Deferred compensation can make life easier. Apart from tax benefits, it can act as a safety net or an occasional bonus to your regular earnings. But what is deferred compensation? What are it´s main benefits? In this article we´ll tell you all about it.
What Is Deferred Compensation?
Deferred compensation is defined as an addition to an employee’s regular compensation. It is usually set aside to be paid at a later date.
They’re usually in the form of retirement benefits, pension funds, and restricted stock units. Since deferred compensation is not taxed along with regular salary, it also has tax benefits.
Employers use deferred compensation to retain their teams. On the other hand, for the team, it is a safety net and an additional source of income. While most companies have all plans for all their employees, some programs, like stock-option plans, are reserved for top executives.
Types Of Deferred Compensation
1. Golden Handcuffs
These are also 409A plans or Non-Qualifying Deferred Compensation (NQDC) Plans. As the name might suggest, this type of plan is given only to the top-level executives of the company.
Many firms use this plan to hire top-quality talent without paying them immediately. NQDCs are contractual and are often flexible.
2. Qualified Deferred Compensation Plan
In most countries, federal laws mandate that all employees are eligible to receive deferred payments in the form of pension benefits. In the US, the Employee Retirement Income Security Act regulates these plans.
QDCs are still paid even when the company goes bankrupt.
Benefits Of a Deferred Compensation Plan (DCP)
1. Reduces Taxes
If you’re in the high-income tax bracket, DCPs are primarily beneficial to reduce your tax obligations.
A deferred compensation plan will allow you to receive a part of your salary later. This way, you can reduce your yearly taxable income. When you receive DCPs after you retire, you’d have saved up on your tax obligations if you fall in the lower tax bracket.
Furthermore, QCDs don’t have a cap. The absence of it can add significant value to your capital.
2. Safety Net
For people in the lower tax bracket, this is less of a tax-saving instrument and more of a safety net for retirement. Most welfare states today mandate the firms within their jurisdiction to pay deferred compensation in the form of pension plans. Pension plans act as a safety net during retirement.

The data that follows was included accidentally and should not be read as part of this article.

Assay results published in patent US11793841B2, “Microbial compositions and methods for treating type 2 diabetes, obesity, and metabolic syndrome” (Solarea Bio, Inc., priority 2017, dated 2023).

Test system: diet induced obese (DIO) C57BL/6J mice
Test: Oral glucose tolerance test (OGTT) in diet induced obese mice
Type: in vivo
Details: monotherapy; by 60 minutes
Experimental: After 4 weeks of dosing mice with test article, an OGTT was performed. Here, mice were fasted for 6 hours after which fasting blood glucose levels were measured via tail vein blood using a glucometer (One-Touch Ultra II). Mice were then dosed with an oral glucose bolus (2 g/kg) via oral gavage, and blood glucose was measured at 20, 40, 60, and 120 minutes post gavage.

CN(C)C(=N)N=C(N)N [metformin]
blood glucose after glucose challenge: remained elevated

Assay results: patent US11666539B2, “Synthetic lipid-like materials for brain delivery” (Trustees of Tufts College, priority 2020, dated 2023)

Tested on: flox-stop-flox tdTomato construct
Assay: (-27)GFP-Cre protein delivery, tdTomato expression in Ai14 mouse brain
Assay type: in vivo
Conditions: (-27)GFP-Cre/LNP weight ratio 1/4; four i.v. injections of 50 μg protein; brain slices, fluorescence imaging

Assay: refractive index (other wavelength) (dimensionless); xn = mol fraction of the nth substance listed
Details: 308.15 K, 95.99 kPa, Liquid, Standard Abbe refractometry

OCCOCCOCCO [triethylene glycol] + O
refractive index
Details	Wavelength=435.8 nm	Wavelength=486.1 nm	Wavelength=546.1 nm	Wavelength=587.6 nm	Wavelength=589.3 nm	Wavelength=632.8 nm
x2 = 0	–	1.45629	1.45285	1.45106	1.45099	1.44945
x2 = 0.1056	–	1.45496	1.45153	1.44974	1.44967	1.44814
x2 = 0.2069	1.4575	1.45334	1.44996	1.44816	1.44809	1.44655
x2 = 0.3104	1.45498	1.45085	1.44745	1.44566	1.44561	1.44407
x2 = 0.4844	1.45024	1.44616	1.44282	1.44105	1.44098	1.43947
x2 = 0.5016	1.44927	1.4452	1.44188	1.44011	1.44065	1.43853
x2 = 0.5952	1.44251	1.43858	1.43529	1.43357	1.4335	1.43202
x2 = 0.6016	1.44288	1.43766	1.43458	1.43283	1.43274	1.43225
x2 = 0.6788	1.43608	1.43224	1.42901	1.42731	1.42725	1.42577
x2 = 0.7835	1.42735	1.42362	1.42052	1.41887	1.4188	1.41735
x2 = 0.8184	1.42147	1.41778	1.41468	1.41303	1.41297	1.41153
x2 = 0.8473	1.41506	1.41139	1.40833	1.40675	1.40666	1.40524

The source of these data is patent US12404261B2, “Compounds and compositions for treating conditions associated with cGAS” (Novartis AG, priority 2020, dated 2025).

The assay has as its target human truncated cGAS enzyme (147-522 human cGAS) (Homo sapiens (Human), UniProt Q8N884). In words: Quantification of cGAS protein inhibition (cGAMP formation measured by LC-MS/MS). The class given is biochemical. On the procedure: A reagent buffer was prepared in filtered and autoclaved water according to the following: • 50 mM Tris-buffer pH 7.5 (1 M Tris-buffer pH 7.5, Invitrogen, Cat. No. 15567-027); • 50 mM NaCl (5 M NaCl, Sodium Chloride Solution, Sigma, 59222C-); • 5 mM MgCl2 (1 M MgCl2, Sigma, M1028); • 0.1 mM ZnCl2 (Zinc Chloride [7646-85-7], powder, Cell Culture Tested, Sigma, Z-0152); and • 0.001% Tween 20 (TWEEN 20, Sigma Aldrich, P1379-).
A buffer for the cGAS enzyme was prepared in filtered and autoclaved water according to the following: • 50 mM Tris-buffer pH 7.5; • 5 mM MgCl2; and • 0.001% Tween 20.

Some plans include insurance premium payouts. Facilities like health insurance or term insurance will cover employees during tough times.
In the case of Qualified Deferred Compensation Plans, employees are secured from creditors in case of bankruptcy. Legal protection in most countries makes sure that employees do not have a loss of pay during their tough days.
3. Capital Gains
Did you know that deferred compensation can help you beat inflation? You can sometimes channel the money you get as deferred compensation into mutual funds or other financial instruments that can hedge inflation rates. This way, you’d have more money to help you during retirement.
4. Team member Retention
If you own a start-up or a large firm, deferred compensation plans can significantly increase team member retention. The program will make sure that your team is happy and secure.
To acquire talent for leadership roles, deferred compensation plans can act as a tool to save costs.
While deferred compensation plans are highly beneficial to both the employer and the firm, it has a few downsides.
Downside Of Deferred Compensation Plans
1. If The Company Files For Bankruptcy
If you’re in the higher income bracket, DCPs can sometimes be a gamble. If the company files for bankruptcy, the creditors can cancel your deferred payouts entirely.
2. Money Is Illiquid Until Retirement
In some cases, you cannot access these funds until you retire. While this can be good for your retirement, you cannot use DCPs as a safety net during bad times when you’re still working.
3. Might Limit Your Investment Options
While some of you can access restricted stock units, others do not receive DCPs in company stocks. In such cases, there are a few ways you can hedge against inflation. The money parked in your deferred funds may not be able to beat inflation.
4. Might Limit Your Disposable Income
The money that you’d have for consumption can be less. It may affect your current lifestyle at the cost of your future.
Should You Get Deferred Compensation?
Despite its ills, deferred compensation is a good idea not just for employees but also for companies. If you’re in the high or low tax bracket, the benefits of DCPs are greater than their drawbacks.
FAQs About Deferred Compensation
409A plans is another name for Non-Qualifying deferred compensation plans. These plans are contractual and are given to top executives in a company. They’re usually in the form of restricted stock units.
The Internal Revenue Service (IRS) in the United States defines an HCE as a person who either owned 5% of the company at any time of the year or received more than $135,000 in the 2022 tax year (This limit will increase in the 2023 tax year) and was in the company’s top 20% pay.
The 457 plan is specifically for public sector employees. It allows you to put your pre-tax earnings in an account. In other words, it is the 401(k) plan for local and state government employees in the USA.
A pension plan is an employee benefit you get after retirement. Here’s how it works: You make regular contributions to a fund pool when you’re working. Once you retire, you get a steady payout from the fund.
403(b) is a retirement fund for employees of tax-exempt organizations like public schools. It is just like the private sector’s 401(k) plan.
A qualified annuity is a savings plan funded by pre-tax dollars. That is, it is deducted from employees’ gross earnings along with investments.